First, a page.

My grandmother was eighty-nine and blind and I was a young boy hungry for quarters, so, in the waning light of Sunday afternoons, my parents gone, I would ring the doorbell (my friend Raymond smirking from behind the stairwell) and listen for the slow shuffle of slippers in the hall, the soft thump of her body against the closet. She would come to the door, my parakeet Jerry trapped in her hairnet, stammering a "Who's there?" in minimal English, between the chain and the doorjamb, and, without hesitancy or shame, in a cracked, mock-Hassidic voice, I'd answer: "United Jewish Appeal," swaying my hand, like a small plane moving over an airstrip, toward her. She would open the door—tentative, timid, charity having won out over terror— and reach a palm out into the hallway, the way she reached out under the candles to bless me on Sabbath. "My daughter . . ." she would stammer, "she is not home now," poking her eyes like Borges into the vastness. A better heart than mine was might have stopped there, but I was a boy ravenous for malteds and baseball cards, so I repeated the words of my small litany, "United Jewish Appeal," and reached my hand out again until it almost touched the blue print of her smock. All the while my parakeet sat there, dropping small coils of bird shit onto her hair until she retreated again down the long yellow hallway, reading the braille of the walls with her hands. And I would wink at my good friend Raymond behind the stairwell when the rattle of change clanged out from my parents' bedroom, and we heard again the slow sweep of her feet, and, at last, the shiny fruits of cleverness and hunger fell into my palm, and my grandmother Johanna, the parakeet still flapping like a crazed duck in her hairnet, closed the door behind her, leaving me and my friend Raymond to frolic off into the sun-licked, agnostic streets of Washington Heights, full of the love of grandmothers and of change, forever singing the praises of the United Jewish Appeal.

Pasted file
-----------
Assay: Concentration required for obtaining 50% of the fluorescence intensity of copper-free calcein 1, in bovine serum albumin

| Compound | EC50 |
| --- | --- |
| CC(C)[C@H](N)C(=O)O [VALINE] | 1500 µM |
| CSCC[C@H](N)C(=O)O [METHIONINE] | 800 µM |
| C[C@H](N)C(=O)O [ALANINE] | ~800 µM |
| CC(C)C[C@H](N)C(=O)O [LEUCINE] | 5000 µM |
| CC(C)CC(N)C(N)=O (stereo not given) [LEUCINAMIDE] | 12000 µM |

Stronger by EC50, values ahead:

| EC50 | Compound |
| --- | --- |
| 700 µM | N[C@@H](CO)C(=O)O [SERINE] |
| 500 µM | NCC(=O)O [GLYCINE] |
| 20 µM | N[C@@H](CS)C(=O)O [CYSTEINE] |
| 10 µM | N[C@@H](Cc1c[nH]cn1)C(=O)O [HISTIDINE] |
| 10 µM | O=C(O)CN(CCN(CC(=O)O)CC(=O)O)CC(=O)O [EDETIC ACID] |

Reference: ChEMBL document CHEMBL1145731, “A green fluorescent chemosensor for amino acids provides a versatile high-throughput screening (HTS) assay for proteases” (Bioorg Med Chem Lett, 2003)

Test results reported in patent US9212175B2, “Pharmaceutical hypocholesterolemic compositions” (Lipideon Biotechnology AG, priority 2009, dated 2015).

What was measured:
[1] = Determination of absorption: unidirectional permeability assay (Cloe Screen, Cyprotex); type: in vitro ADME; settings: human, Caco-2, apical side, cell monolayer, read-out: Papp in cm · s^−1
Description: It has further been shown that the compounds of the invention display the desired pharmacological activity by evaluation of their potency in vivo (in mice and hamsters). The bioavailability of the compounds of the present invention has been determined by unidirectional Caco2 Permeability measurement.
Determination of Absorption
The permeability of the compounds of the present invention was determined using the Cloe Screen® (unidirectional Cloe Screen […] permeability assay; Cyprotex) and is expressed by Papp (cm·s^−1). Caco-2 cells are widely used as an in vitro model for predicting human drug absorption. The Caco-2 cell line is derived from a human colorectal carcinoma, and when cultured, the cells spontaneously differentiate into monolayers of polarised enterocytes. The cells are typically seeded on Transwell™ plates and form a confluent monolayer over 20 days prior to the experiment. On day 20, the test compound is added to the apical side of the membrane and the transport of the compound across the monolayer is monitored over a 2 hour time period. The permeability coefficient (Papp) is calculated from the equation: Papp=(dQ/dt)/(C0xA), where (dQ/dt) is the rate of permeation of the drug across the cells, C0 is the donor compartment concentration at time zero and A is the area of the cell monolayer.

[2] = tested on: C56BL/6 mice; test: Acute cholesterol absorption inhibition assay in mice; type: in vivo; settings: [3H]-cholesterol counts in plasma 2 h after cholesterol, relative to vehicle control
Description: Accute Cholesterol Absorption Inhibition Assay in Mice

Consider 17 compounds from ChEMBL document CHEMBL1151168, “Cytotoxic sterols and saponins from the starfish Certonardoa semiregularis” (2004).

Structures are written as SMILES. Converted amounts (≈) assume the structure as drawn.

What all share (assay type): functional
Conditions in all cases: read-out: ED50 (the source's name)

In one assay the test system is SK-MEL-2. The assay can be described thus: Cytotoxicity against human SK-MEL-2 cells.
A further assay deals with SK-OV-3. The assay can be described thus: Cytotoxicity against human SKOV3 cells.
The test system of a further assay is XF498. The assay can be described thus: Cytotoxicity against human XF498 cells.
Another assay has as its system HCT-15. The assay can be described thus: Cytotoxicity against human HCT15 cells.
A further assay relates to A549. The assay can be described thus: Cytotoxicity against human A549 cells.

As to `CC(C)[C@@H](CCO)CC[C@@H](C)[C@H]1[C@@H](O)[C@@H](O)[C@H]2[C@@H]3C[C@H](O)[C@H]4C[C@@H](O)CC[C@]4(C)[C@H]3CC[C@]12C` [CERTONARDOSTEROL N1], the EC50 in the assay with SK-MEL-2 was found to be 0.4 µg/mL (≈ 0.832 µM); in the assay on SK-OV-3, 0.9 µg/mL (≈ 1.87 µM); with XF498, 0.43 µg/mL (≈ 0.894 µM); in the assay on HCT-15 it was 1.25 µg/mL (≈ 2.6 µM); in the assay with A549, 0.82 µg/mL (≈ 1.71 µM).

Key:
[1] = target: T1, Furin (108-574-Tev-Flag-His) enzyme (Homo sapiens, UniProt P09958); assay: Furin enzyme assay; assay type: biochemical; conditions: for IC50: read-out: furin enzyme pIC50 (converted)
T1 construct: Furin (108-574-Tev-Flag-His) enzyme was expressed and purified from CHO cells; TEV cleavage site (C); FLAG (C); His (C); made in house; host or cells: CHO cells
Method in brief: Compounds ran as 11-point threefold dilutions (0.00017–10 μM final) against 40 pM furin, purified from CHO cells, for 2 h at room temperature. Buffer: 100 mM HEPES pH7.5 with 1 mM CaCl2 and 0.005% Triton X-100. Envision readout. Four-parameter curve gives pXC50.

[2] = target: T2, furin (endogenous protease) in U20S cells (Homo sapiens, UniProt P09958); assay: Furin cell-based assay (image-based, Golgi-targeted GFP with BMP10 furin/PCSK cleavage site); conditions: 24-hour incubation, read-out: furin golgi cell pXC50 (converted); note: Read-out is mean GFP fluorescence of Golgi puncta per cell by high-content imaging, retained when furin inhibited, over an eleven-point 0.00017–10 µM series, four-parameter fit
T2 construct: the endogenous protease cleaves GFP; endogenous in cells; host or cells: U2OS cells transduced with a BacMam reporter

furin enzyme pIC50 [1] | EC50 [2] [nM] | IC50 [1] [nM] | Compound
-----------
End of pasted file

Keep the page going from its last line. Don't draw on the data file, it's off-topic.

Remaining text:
—with a line from Louise Glück
Humor functions in the neighborhood as it functioned in the shtetl: the only way into a world insistent on your pain. Something you’d be shot for. If they want you to cry, tears are evasive; if they want you vulnerable, vulnerability’s a cop-out; if they want a confession, your confession is cheap. “When I speak passionately, / that’s when I’m least to be trusted.” A privilege to weep when to laugh is to choke on history. Oh diaspora: seventy-five years ago I’d be gassed beside my sisters, yet here I am, running out for milk in a heated car. Does a funnier joke exist? Yet there’s so many jokes in this neighborhood, that one barely gets a laugh.
You’re telling us.